Various scientific theories stand in a reductive relation to each other. In a recent article, we have argued that a generalized version of the Nagel-Schaffner model (GNS) is the right account of this relation. In this article, we present a Bayesian analysis of how GNS impacts on confirmation. We formalize the relation between the reducing and the reduced theory before and after the reduction using Bayesian networks, and thereby show that, post-reduction, the two theories are confirmatory of each other. We then ask when a purported reduction should be accepted on epistemic grounds. To do so, we compare the prior and posterior probabilities of the conjunction of both theories before and after the reduction and ask how well each is confirmed by the available evidence.
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We would like to thank Kristina Liefke, Jan Sprenger and the editors for comments on an earlier draft. We have learned a lot about reduction in discussions with David Chalmers, Anjan Chakravartty, José Diez, Conrad Heilmann, Catherine Howard, Colin Howson, Margie Morrison, Miklós Rédei, Jos Uffink and Marcel Weber, and from comments made by the audiences in Bremen, Columbia (SC), Groningen, Konstanz, LSE, Pine Point (MI), Sydney, St. Andrews, Tilburg and Toronto.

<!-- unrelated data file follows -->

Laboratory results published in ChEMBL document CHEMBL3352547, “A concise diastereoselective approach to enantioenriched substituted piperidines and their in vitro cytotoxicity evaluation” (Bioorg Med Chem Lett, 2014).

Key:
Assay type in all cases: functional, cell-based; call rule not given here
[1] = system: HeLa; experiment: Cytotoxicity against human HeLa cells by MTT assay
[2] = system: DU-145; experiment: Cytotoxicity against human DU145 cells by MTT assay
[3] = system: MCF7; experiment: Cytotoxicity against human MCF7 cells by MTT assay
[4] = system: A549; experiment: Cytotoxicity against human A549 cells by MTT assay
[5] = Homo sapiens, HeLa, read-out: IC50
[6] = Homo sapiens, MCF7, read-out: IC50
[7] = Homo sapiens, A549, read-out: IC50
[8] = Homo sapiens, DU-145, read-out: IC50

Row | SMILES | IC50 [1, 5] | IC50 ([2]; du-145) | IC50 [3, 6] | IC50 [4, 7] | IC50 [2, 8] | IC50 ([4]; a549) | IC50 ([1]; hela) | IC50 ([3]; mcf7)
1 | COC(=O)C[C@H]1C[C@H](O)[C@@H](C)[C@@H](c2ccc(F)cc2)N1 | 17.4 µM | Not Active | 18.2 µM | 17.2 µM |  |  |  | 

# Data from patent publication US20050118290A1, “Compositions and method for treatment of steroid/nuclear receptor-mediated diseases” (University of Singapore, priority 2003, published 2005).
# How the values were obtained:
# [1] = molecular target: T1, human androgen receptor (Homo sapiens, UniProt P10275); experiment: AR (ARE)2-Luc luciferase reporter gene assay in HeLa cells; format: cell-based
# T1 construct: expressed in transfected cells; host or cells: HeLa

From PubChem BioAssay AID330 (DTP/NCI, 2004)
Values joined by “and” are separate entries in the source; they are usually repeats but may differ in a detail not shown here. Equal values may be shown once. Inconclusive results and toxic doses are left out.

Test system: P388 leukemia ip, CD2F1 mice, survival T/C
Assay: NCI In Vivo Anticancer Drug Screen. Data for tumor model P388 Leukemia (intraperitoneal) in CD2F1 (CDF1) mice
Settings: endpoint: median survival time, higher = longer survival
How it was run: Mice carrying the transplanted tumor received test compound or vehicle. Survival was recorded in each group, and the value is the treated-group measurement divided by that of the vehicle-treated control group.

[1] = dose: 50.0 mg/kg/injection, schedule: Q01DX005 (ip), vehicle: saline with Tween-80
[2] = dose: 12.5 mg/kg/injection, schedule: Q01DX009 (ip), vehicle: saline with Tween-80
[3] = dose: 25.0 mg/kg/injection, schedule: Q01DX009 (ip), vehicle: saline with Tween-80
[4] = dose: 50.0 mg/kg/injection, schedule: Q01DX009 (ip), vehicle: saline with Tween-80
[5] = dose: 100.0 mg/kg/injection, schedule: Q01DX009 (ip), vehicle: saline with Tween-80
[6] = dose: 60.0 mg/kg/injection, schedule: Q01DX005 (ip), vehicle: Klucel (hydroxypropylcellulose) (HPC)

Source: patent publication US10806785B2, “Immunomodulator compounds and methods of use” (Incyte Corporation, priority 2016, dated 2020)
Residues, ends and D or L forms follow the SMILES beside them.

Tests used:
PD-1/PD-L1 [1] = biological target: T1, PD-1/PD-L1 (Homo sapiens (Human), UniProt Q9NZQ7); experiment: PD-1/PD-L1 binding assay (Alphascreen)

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Dizadji-Bahmani, F., Frigg, R. & Hartmann, S. Confirmation and reduction: a Bayesian account. Synthese 179, 321–338 (2011). https://doi.org/10.1007/s11229-010-9775-6
- Nagelian reduction
- Bayesian epistemology
- Thermodynamics and statistical mechanics
- Bayesian network models